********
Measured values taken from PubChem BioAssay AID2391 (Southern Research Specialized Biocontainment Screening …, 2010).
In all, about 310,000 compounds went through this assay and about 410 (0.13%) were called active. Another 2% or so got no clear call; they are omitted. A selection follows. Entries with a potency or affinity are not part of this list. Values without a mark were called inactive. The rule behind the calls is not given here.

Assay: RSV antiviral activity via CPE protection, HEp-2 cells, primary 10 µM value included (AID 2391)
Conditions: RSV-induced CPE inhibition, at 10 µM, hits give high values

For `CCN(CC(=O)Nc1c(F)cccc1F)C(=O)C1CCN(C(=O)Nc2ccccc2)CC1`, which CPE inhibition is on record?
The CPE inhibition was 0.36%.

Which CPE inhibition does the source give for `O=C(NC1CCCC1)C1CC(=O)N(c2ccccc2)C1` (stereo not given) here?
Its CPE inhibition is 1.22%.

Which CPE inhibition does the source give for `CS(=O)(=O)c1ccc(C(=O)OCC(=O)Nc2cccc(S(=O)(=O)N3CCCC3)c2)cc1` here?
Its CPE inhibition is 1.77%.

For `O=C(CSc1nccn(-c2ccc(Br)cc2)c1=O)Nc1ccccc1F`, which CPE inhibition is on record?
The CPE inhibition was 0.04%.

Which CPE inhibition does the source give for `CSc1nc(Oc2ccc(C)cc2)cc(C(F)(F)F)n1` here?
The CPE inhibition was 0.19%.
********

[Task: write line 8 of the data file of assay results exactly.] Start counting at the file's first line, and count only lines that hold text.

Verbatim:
Its CPE inhibition is 1.22%.